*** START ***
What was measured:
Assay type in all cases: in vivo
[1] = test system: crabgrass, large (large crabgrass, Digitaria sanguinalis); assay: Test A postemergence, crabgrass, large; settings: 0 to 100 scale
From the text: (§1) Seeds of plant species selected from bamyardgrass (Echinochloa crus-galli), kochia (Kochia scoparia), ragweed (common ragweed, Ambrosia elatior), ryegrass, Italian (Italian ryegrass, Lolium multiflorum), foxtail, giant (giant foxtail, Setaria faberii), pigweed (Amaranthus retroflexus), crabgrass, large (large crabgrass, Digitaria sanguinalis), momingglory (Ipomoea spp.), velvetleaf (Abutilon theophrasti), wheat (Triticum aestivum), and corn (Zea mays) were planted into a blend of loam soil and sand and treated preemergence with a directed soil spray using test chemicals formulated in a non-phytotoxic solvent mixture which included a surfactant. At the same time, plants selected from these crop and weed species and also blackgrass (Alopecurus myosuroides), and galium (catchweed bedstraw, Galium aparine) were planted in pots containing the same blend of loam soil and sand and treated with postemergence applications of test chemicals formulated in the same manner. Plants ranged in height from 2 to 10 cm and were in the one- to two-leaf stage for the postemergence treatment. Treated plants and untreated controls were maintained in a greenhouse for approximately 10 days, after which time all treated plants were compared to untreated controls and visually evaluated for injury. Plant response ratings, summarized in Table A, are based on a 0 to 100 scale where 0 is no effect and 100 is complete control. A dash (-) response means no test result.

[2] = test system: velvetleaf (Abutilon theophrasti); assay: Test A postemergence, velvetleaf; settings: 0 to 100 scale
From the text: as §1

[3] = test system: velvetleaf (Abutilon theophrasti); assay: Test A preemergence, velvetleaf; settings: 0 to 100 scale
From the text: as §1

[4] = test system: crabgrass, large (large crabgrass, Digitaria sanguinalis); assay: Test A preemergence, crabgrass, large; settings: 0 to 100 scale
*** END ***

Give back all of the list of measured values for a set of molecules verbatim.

What was measured:
Assay type in all cases: in vivo
[1] = test system: crabgrass, large (large crabgrass, Digitaria sanguinalis); assay: Test A postemergence, crabgrass, large; settings: 0 to 100 scale
From the text: (§1) Seeds of plant species selected from bamyardgrass (Echinochloa crus-galli), kochia (Kochia scoparia), ragweed (common ragweed, Ambrosia elatior), ryegrass, Italian (Italian ryegrass, Lolium multiflorum), foxtail, giant (giant foxtail, Setaria faberii), pigweed (Amaranthus retroflexus), crabgrass, large (large crabgrass, Digitaria sanguinalis), momingglory (Ipomoea spp.), velvetleaf (Abutilon theophrasti), wheat (Triticum aestivum), and corn (Zea mays) were planted into a blend of loam soil and sand and treated preemergence with a directed soil spray using test chemicals formulated in a non-phytotoxic solvent mixture which included a surfactant. At the same time, plants selected from these crop and weed species and also blackgrass (Alopecurus myosuroides), and galium (catchweed bedstraw, Galium aparine) were planted in pots containing the same blend of loam soil and sand and treated with postemergence applications of test chemicals formulated in the same manner. Plants ranged in height from 2 to 10 cm and were in the one- to two-leaf stage for the postemergence treatment. Treated plants and untreated controls were maintained in a greenhouse for approximately 10 days, after which time all treated plants were compared to untreated controls and visually evaluated for injury. Plant response ratings, summarized in Table A, are based on a 0 to 100 scale where 0 is no effect and 100 is complete control. A dash (-) response means no test result.

[2] = test system: velvetleaf (Abutilon theophrasti); assay: Test A postemergence, velvetleaf; settings: 0 to 100 scale
From the text: as §1

[3] = test system: velvetleaf (Abutilon theophrasti); assay: Test A preemergence, velvetleaf; settings: 0 to 100 scale
From the text: as §1

[4] = test system: crabgrass, large (large crabgrass, Digitaria sanguinalis); assay: Test A preemergence, crabgrass, large; settings: 0 to 100 scale